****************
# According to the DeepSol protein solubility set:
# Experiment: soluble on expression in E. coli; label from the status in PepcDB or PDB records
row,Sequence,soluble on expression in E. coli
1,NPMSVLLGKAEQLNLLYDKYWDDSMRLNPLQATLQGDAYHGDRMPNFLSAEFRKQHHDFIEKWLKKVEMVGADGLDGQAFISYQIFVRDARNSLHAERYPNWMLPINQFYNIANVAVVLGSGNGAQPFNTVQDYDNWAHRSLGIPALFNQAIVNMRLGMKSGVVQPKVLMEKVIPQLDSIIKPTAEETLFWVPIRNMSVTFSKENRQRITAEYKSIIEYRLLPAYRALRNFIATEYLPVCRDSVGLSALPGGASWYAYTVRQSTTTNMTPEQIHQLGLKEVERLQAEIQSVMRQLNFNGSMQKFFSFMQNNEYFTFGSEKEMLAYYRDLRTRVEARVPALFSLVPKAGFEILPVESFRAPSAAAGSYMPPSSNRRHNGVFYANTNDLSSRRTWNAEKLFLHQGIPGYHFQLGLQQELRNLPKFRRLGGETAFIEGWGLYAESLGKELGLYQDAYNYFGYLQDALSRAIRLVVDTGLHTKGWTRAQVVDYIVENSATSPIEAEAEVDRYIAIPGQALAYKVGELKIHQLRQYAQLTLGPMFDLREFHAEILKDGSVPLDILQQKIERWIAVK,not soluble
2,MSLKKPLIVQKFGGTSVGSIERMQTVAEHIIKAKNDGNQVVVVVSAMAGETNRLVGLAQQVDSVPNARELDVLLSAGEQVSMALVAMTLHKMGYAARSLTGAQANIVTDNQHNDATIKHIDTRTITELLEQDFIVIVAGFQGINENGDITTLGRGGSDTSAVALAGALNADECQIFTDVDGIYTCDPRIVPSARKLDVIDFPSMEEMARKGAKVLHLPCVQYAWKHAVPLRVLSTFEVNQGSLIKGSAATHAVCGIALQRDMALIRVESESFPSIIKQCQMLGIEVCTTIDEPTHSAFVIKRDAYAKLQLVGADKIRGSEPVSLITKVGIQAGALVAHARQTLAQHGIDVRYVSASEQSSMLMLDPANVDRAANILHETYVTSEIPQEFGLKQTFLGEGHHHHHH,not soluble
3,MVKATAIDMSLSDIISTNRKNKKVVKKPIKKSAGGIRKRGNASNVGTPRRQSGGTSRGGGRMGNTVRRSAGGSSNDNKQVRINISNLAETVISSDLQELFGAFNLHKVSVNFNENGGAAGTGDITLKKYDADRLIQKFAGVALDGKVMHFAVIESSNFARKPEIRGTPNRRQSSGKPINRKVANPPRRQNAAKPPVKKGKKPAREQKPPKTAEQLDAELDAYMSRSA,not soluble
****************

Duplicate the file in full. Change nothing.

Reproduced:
# According to the DeepSol protein solubility set:
# Experiment: soluble on expression in E. coli; label from the status in PepcDB or PDB records
row,Sequence,soluble on expression in E. coli
1,NPMSVLLGKAEQLNLLYDKYWDDSMRLNPLQATLQGDAYHGDRMPNFLSAEFRKQHHDFIEKWLKKVEMVGADGLDGQAFISYQIFVRDARNSLHAERYPNWMLPINQFYNIANVAVVLGSGNGAQPFNTVQDYDNWAHRSLGIPALFNQAIVNMRLGMKSGVVQPKVLMEKVIPQLDSIIKPTAEETLFWVPIRNMSVTFSKENRQRITAEYKSIIEYRLLPAYRALRNFIATEYLPVCRDSVGLSALPGGASWYAYTVRQSTTTNMTPEQIHQLGLKEVERLQAEIQSVMRQLNFNGSMQKFFSFMQNNEYFTFGSEKEMLAYYRDLRTRVEARVPALFSLVPKAGFEILPVESFRAPSAAAGSYMPPSSNRRHNGVFYANTNDLSSRRTWNAEKLFLHQGIPGYHFQLGLQQELRNLPKFRRLGGETAFIEGWGLYAESLGKELGLYQDAYNYFGYLQDALSRAIRLVVDTGLHTKGWTRAQVVDYIVENSATSPIEAEAEVDRYIAIPGQALAYKVGELKIHQLRQYAQLTLGPMFDLREFHAEILKDGSVPLDILQQKIERWIAVK,not soluble
2,MSLKKPLIVQKFGGTSVGSIERMQTVAEHIIKAKNDGNQVVVVVSAMAGETNRLVGLAQQVDSVPNARELDVLLSAGEQVSMALVAMTLHKMGYAARSLTGAQANIVTDNQHNDATIKHIDTRTITELLEQDFIVIVAGFQGINENGDITTLGRGGSDTSAVALAGALNADECQIFTDVDGIYTCDPRIVPSARKLDVIDFPSMEEMARKGAKVLHLPCVQYAWKHAVPLRVLSTFEVNQGSLIKGSAATHAVCGIALQRDMALIRVESESFPSIIKQCQMLGIEVCTTIDEPTHSAFVIKRDAYAKLQLVGADKIRGSEPVSLITKVGIQAGALVAHARQTLAQHGIDVRYVSASEQSSMLMLDPANVDRAANILHETYVTSEIPQEFGLKQTFLGEGHHHHHH,not soluble
3,MVKATAIDMSLSDIISTNRKNKKVVKKPIKKSAGGIRKRGNASNVGTPRRQSGGTSRGGGRMGNTVRRSAGGSSNDNKQVRINISNLAETVISSDLQELFGAFNLHKVSVNFNENGGAAGTGDITLKKYDADRLIQKFAGVALDGKVMHFAVIESSNFARKPEIRGTPNRRQSSGKPINRKVANPPRRQNAAKPPVKKGKKPAREQKPPKTAEQLDAELDAYMSRSA,not soluble